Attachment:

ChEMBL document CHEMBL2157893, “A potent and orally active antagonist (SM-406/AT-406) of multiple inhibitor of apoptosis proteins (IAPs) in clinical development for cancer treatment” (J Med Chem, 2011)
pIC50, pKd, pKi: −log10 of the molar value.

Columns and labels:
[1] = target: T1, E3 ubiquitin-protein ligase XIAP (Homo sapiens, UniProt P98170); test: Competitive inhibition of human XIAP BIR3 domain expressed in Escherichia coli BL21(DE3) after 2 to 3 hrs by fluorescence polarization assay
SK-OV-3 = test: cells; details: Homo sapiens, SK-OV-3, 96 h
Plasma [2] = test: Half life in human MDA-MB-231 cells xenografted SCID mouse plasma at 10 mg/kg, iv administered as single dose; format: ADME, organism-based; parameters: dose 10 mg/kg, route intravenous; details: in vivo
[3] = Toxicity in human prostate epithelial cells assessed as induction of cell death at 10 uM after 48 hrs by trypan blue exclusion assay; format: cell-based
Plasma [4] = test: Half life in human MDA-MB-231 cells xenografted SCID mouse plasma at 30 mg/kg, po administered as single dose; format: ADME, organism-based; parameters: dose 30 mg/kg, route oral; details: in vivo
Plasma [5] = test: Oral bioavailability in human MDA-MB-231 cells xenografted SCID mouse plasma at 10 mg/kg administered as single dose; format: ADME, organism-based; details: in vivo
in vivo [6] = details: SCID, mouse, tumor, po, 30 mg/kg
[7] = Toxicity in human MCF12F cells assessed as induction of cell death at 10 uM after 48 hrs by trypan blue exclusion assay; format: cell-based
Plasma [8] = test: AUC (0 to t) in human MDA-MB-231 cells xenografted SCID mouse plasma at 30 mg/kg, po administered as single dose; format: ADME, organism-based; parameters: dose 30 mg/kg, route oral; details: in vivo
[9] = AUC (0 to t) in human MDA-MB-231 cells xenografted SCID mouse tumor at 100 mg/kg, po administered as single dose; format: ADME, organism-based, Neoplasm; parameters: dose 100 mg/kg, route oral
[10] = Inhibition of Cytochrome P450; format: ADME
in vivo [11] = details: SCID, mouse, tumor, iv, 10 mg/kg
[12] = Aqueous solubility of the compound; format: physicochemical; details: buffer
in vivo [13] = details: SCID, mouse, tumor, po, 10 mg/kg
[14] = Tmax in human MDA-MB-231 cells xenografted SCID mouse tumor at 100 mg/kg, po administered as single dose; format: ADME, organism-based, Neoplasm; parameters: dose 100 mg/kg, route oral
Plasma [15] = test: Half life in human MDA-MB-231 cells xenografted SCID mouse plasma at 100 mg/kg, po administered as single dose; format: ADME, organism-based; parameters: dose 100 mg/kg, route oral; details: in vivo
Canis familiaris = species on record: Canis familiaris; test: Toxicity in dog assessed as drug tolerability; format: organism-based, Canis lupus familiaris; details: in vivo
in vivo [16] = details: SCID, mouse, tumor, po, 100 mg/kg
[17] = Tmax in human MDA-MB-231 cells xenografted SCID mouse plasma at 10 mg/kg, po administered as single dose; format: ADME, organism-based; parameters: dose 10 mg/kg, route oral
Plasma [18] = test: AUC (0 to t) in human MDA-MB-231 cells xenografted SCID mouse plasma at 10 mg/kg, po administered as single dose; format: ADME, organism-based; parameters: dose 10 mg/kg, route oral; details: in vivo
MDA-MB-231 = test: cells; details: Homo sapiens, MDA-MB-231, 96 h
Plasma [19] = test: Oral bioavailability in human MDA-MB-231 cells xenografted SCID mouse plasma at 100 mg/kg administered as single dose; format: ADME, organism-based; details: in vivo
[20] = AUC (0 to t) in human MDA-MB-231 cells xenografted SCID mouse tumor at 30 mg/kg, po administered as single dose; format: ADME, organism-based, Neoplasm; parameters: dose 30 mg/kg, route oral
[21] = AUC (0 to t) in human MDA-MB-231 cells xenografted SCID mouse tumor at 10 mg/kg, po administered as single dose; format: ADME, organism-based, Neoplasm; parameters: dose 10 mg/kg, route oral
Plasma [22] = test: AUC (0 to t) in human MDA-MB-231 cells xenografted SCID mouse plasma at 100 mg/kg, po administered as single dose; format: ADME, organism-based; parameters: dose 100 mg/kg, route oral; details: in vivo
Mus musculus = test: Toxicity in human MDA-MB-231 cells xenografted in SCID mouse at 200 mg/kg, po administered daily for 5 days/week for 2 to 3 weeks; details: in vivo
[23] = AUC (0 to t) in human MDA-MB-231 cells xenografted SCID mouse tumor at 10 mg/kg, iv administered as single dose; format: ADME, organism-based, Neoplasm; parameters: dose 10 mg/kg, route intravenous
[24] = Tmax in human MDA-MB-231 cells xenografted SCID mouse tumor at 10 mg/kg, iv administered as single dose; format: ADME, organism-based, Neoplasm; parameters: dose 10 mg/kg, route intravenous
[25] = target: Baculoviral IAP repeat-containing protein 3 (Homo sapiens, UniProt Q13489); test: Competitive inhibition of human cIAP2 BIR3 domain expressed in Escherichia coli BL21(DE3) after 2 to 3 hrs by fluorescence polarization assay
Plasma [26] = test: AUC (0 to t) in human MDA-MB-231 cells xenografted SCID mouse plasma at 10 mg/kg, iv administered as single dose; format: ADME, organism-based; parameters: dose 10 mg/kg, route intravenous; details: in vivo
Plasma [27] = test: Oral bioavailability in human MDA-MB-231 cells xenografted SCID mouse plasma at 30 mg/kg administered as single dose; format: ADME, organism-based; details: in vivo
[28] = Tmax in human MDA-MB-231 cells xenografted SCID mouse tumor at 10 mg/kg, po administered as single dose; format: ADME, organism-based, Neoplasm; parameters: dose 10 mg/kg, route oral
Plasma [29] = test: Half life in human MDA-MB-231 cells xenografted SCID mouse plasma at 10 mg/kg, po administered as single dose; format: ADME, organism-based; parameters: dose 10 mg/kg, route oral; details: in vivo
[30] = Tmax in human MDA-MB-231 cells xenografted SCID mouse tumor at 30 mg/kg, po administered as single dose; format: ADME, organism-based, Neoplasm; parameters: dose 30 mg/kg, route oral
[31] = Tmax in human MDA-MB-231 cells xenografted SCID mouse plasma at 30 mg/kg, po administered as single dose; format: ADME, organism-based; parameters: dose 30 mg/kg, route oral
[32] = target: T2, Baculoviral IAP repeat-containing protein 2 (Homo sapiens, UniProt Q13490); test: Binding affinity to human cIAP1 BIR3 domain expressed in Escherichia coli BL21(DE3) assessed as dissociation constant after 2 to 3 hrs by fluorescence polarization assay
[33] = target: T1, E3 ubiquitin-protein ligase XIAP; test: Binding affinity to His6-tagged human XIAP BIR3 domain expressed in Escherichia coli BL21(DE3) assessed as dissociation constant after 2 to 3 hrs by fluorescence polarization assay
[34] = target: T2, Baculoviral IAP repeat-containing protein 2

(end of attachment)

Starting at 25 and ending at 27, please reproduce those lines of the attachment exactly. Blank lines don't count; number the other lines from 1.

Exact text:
Plasma [19] = test: Oral bioavailability in human MDA-MB-231 cells xenografted SCID mouse plasma at 100 mg/kg administered as single dose; format: ADME, organism-based; details: in vivo
[20] = AUC (0 to t) in human MDA-MB-231 cells xenografted SCID mouse tumor at 30 mg/kg, po administered as single dose; format: ADME, organism-based, Neoplasm; parameters: dose 30 mg/kg, route oral
[21] = AUC (0 to t) in human MDA-MB-231 cells xenografted SCID mouse tumor at 10 mg/kg, po administered as single dose; format: ADME, organism-based, Neoplasm; parameters: dose 10 mg/kg, route oral